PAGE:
The guide describes Tallinn as: “compact, fashionable and terrific value. Explore one of Eastern Europe’s loveliest old towns on foot for free, stay in good-value dorms, guesthouses or private homes, and take in Baltic Sea views and a superb panorama of the city from the flat roof of the vast City Hall (one of Tallinn’s best free things to do).

“Connected by budget flights from around Europe, the city isn’t a secret – but if you want a taste of Tallinn to yourself then head to Kalamaja, a fast-changing neighbourhood home to Telliskivi Creative City. The food trucks here offer Instagrammable fill-ups that won’t tax your wallet,” the travel guide added.

Research into tourism in Tallinn in 2016  revealed that 97 percent of visitors to Tallinn recommended Tallinn as a travel destination to their friends and acquaintances.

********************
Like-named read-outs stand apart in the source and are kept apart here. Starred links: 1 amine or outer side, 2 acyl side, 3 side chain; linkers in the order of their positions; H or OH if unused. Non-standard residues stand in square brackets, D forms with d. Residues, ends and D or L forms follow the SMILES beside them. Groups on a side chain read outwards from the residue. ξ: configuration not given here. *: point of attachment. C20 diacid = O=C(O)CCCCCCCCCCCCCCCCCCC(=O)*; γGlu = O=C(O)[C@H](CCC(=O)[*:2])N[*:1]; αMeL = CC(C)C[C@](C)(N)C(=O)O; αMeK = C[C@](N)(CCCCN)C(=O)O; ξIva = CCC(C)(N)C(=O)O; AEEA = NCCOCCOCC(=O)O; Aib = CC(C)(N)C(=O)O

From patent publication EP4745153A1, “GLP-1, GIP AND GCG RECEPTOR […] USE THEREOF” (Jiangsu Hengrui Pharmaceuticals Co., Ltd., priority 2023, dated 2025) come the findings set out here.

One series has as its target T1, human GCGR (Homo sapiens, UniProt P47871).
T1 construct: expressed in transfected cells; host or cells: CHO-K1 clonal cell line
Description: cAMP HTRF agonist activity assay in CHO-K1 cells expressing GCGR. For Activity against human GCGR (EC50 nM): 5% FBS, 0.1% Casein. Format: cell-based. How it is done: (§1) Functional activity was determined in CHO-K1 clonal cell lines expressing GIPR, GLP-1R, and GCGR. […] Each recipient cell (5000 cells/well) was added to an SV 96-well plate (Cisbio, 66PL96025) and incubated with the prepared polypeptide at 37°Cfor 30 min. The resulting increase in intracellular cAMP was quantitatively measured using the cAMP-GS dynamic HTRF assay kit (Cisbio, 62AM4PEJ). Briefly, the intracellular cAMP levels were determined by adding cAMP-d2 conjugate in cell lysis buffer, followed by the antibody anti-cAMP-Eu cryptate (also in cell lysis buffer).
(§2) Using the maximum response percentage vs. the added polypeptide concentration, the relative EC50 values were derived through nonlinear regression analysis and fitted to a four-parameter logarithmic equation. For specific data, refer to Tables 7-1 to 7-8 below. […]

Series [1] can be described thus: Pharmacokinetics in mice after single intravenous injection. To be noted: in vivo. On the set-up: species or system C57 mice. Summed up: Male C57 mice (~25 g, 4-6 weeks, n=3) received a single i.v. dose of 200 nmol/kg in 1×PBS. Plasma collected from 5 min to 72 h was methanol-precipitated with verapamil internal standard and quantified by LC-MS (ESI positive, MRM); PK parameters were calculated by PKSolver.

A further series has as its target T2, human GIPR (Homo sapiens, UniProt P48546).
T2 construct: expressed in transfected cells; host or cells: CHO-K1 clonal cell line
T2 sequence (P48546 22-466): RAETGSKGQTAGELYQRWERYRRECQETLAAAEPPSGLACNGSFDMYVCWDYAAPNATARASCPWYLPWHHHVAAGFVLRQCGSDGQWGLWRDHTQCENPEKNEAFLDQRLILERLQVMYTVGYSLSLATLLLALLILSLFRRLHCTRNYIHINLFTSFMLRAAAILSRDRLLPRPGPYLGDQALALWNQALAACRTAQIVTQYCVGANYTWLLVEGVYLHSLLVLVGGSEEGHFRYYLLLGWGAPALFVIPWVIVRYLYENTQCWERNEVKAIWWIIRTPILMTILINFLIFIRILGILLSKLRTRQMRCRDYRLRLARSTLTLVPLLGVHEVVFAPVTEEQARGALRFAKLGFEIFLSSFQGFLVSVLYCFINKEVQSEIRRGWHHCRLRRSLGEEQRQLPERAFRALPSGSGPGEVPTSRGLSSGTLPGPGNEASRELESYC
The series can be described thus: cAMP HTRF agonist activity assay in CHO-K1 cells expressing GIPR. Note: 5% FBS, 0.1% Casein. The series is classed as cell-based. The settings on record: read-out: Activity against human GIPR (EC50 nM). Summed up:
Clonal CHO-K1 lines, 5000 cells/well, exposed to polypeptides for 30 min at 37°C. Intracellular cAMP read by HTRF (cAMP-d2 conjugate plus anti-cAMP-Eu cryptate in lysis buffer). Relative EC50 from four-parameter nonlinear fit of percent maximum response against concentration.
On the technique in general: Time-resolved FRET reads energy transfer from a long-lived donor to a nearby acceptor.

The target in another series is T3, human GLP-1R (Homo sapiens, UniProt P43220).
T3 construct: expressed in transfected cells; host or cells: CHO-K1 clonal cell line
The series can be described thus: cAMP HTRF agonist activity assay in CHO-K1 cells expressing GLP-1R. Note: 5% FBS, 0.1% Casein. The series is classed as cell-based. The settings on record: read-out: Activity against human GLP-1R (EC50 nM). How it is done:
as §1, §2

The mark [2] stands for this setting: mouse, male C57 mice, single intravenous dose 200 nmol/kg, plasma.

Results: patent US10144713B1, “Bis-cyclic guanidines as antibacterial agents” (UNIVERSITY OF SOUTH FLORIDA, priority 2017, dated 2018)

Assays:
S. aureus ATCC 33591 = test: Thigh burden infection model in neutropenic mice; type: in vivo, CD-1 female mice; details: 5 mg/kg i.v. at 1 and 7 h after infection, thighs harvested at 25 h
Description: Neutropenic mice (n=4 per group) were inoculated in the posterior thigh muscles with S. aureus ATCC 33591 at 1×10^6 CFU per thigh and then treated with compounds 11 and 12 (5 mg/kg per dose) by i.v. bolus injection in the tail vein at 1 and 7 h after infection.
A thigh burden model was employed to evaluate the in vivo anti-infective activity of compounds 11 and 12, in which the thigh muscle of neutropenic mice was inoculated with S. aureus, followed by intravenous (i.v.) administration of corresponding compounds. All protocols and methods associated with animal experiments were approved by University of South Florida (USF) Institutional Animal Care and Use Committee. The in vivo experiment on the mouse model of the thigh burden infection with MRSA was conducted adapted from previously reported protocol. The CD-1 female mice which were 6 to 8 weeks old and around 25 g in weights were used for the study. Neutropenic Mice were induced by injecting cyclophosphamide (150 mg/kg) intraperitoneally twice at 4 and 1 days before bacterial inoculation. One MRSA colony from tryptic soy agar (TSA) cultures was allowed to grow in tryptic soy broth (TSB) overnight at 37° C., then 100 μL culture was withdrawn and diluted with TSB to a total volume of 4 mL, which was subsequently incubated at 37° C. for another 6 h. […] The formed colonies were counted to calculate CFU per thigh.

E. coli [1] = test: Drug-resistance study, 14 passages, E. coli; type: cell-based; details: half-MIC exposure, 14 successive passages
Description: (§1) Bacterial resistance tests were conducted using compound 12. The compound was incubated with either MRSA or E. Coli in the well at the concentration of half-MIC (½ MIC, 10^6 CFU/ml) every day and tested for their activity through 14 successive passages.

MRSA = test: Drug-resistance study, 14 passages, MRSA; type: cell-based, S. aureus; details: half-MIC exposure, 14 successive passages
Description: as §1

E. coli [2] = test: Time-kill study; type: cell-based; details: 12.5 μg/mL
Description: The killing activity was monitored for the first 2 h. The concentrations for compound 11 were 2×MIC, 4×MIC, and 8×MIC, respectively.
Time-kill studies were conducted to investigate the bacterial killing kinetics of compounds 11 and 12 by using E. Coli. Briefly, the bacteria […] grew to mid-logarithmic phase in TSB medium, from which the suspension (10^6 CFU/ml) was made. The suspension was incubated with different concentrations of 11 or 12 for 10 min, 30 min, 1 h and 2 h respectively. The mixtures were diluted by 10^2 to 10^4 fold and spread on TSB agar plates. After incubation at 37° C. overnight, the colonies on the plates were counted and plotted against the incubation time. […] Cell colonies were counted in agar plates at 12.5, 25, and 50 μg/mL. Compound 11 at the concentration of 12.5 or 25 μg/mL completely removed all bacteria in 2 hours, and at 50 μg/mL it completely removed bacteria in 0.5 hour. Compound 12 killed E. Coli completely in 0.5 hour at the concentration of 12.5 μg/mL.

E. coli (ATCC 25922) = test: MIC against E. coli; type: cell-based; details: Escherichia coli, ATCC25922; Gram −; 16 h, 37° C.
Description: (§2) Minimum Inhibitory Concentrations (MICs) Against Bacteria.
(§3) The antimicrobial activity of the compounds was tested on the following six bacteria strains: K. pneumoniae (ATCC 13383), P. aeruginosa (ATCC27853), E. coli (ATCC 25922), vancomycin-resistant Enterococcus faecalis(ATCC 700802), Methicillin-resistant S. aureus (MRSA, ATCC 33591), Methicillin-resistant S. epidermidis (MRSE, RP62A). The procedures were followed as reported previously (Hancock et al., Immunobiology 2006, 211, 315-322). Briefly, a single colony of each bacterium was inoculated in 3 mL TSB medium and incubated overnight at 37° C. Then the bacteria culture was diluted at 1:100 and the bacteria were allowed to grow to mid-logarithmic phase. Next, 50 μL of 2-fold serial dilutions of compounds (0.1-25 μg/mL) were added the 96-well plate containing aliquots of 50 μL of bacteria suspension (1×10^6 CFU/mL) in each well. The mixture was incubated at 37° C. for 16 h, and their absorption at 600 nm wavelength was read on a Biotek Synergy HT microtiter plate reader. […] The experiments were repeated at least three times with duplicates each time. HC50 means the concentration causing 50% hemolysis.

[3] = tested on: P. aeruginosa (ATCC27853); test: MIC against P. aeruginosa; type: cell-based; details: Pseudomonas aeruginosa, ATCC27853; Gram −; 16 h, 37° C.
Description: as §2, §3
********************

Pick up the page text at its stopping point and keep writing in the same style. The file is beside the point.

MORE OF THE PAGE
In 2016 Tallinn received 4.3 million visitors of which half stayed overnight.

“Tallinn is ready and waiting for people who want to get to know the most highly nominated tourism city,” confirmed deputy mayor, Eha Võrk.

Best in Travel 2018 – Top 10 Best Value (Lonely Planet)

  1. Tallinn, Estonia
    2. Lanzarote, Canary Islands
    3. Arizona, US
    4. La Paz, Bolivia
    5. Poland
    6. Essaouira, Morocco
    7. United Kingdom
    8. Baja California, Mexico
    9. Jacksonville, Florida, US
    10. Hunan, China

Lonely Planet is the largest travel guide publisher in the world.

Tallinn tries once more for Green Capital Title

The city has presented its candidacy for the title of Green capital 2020

After two unsuccessful bids for the title of Green Capital, the city is to try again with a fresh approach.